File Type Time Taken
Word document (around 50 Kilobytes in size) ~1/5th of a second
Average website, photo or music track (around 2.5 Megabytes in size) ~10 Seconds
Video (around 3 Gigabytes in size) ~3 hours, 20 minutes

In terms of data consumption:

 

  • Streaming 60 minutes of standard definition video over the internet can consume between 50 and 255 Megabytes

Streaming 60 minutes of radio over the internet can consume over 60 Megabytes

What do you mean by superfast broadband?

Across the country there are different interpretations of superfast broadband. For the purposes of the Connecting Devon and Somerset programme, we are defining superfast broadband as anything with speeds in excess of 24Mbps for phase one and 30Mbps for phase two, in line with Central Government’s definition.

What is broadband?

Broadband is a term normally considered to be synonymous with a high-speed connection to the internet.

 

ADSL (Asymmetric Digital Subscriber Line) broadband is available across most of the UK, provided through a standard copper telephone line. ADSL has had several improvements over the years, although not all exchanges have access to such upgrades. ADSL Max gives access to download speeds of up to 8Mbps (most Openreach exchanges now being ADSL Max enabled). ADSL2+ more than doubles the speed of an ADSL Max connection, providing up to 20Mbps through changing the transmission frequency. However, not all exchanges have this technology UK wide.

 

The next step up from ADSL2+ is VDSL (very high bit-rate digital subscriber line). This can deliver speeds of up to 80Mbps over very short distances – far too short to reach the exchange. As such it only works in areas where fibre optic cables have been laid to new cabinets from the exchange, copper then running from the old cabinet to the premises. This type of technology is known as Fibre to the Cabinet (FTTC) and is the predominant technology that our programme will be delivering to achieve its superfast target.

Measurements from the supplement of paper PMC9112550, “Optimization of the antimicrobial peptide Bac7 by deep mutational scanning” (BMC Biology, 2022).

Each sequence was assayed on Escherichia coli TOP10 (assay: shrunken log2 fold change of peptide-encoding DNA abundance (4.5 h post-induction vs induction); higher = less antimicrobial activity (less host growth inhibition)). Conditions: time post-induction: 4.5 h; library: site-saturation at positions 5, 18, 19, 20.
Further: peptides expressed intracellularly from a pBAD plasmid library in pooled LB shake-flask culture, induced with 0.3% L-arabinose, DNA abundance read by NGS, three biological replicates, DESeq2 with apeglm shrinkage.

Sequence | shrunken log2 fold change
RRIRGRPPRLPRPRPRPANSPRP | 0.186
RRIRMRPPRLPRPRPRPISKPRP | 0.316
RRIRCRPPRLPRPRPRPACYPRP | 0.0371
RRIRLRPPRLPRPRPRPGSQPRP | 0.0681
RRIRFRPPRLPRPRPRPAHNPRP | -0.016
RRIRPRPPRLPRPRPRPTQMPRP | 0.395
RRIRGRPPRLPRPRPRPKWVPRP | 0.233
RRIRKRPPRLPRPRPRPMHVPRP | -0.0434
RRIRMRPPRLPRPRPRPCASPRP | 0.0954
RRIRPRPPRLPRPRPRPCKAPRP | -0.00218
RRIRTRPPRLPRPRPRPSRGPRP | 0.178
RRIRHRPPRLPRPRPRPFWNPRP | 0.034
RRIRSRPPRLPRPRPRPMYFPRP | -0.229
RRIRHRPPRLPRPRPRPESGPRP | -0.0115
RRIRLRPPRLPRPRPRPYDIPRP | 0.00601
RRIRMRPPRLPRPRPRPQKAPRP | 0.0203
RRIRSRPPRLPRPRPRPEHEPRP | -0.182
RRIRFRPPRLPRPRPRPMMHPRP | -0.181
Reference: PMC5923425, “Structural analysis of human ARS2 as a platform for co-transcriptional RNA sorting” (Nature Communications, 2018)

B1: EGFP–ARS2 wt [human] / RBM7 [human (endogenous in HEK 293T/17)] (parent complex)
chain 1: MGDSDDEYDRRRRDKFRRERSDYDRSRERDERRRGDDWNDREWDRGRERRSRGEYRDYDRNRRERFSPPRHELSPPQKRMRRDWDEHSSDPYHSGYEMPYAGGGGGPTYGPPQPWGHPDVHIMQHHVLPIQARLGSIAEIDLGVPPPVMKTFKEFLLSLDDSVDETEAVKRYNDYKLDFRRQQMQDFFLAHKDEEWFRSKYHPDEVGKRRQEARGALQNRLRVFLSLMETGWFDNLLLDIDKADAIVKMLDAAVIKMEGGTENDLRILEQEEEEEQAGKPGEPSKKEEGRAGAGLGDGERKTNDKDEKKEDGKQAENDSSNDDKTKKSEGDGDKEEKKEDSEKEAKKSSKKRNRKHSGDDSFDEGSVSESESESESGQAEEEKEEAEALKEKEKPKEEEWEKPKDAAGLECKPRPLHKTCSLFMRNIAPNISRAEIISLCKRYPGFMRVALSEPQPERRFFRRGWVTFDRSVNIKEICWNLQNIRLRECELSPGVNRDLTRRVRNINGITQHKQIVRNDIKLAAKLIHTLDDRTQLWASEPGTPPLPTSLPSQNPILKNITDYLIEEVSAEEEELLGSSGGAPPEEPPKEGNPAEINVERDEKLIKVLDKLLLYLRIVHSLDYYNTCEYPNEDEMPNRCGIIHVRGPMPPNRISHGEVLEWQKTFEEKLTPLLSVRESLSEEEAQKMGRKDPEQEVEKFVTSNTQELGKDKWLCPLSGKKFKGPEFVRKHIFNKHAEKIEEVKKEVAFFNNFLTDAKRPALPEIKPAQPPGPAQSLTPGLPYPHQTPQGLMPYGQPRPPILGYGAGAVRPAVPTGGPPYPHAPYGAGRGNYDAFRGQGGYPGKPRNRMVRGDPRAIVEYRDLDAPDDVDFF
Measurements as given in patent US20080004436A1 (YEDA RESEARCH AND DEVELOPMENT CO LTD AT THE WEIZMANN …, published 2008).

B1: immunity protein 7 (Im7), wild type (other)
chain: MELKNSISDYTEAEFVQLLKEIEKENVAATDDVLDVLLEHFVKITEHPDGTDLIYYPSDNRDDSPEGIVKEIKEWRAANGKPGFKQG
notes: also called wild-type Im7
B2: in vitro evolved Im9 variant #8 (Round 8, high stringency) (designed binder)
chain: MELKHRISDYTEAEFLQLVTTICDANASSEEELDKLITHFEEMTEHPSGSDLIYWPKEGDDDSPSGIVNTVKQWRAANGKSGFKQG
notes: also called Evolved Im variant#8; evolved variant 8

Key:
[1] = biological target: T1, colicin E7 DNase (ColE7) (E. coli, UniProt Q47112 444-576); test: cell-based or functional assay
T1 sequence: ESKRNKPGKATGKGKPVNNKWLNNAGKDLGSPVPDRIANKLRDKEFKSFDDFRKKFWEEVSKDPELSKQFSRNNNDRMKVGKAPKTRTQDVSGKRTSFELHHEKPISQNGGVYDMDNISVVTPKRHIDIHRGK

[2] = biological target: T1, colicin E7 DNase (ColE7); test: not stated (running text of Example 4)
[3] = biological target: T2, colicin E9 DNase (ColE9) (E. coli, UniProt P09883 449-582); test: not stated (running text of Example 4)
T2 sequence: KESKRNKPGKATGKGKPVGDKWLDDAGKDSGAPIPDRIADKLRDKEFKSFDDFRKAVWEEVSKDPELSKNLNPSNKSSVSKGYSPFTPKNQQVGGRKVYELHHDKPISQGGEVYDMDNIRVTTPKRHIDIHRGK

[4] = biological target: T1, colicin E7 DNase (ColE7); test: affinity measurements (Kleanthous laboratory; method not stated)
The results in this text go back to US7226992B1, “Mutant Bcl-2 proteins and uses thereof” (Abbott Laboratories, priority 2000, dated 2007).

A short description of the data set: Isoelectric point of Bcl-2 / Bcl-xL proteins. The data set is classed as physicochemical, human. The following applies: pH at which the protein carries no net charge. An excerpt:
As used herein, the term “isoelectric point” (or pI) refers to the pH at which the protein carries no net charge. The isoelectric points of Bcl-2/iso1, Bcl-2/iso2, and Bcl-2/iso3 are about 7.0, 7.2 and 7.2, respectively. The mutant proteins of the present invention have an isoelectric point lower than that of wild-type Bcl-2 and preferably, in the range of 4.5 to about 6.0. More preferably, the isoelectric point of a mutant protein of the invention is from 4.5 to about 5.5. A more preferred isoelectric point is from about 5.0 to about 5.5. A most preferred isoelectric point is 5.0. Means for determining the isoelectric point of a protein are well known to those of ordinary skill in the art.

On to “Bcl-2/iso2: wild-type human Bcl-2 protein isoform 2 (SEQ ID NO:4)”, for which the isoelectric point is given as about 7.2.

Fibre to the Home/Premises (FTTH/FTTP) is another fibre technology that can offer speeds of up to 100Mbps+ – in fact BT and Virgin have both run successful trials of 1Gbps (1 gigabit or 1000 megabit) services. The speeds available with such connections are far higher as there is no copper cable between the exchange and the premises to restrict data transmission through the laws of Physics. However, whilst a lot faster, they are also a lot more expensive to install, primarily due to greater amounts of ducting being required and requirements for wayleaves as well as  further planning issues. For this reason Connecting Devon and Somerset, whilst using FTTP in certain areas, will not be using this extensively to achieve its 90% superfast target.

 

Both FTTH/FTTP have the capacity to receive and send phone calls over the internet using the Voice Over IP (VOIP) protocol. However, in reality, in so far as your telephone service is concerned, you will still require your copper telephone line for your telephone service unless you actively switch to a VOIP service.

What will be the range of technologies used by the programme?

The main technology will be fibre optic broadband, with the majority of premises under phase one served by Fibre to the Cabinet (FTTC). Some premises in phase one will get Fibre to the Premises (FTTP), while in Gigaclear phase two areas Fibre to the Home will be deployed, and in the National Parks under Airband fixed wireless technologies are being rolled out. See our “What is broadband?” FAQ for further information.

Why is the internet always slow in the evenings?

Speeds are generally slower in the evening because there tends to be more people using the service in the evening than during the day. It’s the equivalent of rush hour first thing in the morning and in the evening that adds a lot of traffic to the roads and this has to be managed by internet service providers to ensure the equivalent of gridlock does not ensue.